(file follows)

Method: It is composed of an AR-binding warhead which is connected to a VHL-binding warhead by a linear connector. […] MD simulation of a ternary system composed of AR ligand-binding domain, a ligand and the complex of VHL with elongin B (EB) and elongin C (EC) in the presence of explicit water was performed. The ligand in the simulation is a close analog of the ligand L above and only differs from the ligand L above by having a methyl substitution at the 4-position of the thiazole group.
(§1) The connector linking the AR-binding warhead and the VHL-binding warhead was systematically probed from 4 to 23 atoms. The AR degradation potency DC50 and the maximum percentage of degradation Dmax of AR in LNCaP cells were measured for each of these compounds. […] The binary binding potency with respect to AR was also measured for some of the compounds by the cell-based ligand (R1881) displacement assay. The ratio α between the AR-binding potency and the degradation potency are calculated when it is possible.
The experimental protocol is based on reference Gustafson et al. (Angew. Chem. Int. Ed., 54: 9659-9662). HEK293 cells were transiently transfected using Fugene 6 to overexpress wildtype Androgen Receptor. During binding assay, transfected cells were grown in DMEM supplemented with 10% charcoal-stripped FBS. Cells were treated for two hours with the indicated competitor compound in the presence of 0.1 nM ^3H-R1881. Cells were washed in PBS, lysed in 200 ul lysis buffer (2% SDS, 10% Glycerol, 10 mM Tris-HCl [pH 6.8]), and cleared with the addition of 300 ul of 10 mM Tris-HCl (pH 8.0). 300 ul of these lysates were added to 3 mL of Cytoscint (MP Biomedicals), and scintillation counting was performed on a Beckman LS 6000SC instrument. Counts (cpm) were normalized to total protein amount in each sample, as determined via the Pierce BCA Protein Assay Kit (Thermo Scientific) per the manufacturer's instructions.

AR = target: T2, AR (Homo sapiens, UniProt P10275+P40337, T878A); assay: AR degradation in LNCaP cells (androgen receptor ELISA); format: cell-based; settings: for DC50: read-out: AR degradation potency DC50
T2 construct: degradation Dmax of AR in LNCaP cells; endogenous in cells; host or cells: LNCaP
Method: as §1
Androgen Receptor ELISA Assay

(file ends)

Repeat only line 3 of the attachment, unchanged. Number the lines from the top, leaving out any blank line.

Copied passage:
The experimental protocol is based on reference Gustafson et al. (Angew. Chem. Int. Ed., 54: 9659-9662). HEK293 cells were transiently transfected using Fugene 6 to overexpress wildtype Androgen Receptor. During binding assay, transfected cells were grown in DMEM supplemented with 10% charcoal-stripped FBS. Cells were treated for two hours with the indicated competitor compound in the presence of 0.1 nM ^3H-R1881. Cells were washed in PBS, lysed in 200 ul lysis buffer (2% SDS, 10% Glycerol, 10 mM Tris-HCl [pH 6.8]), and cleared with the addition of 300 ul of 10 mM Tris-HCl (pH 8.0). 300 ul of these lysates were added to 3 mL of Cytoscint (MP Biomedicals), and scintillation counting was performed on a Beckman LS 6000SC instrument. Counts (cpm) were normalized to total protein amount in each sample, as determined via the Pierce BCA Protein Assay Kit (Thermo Scientific) per the manufacturer's instructions.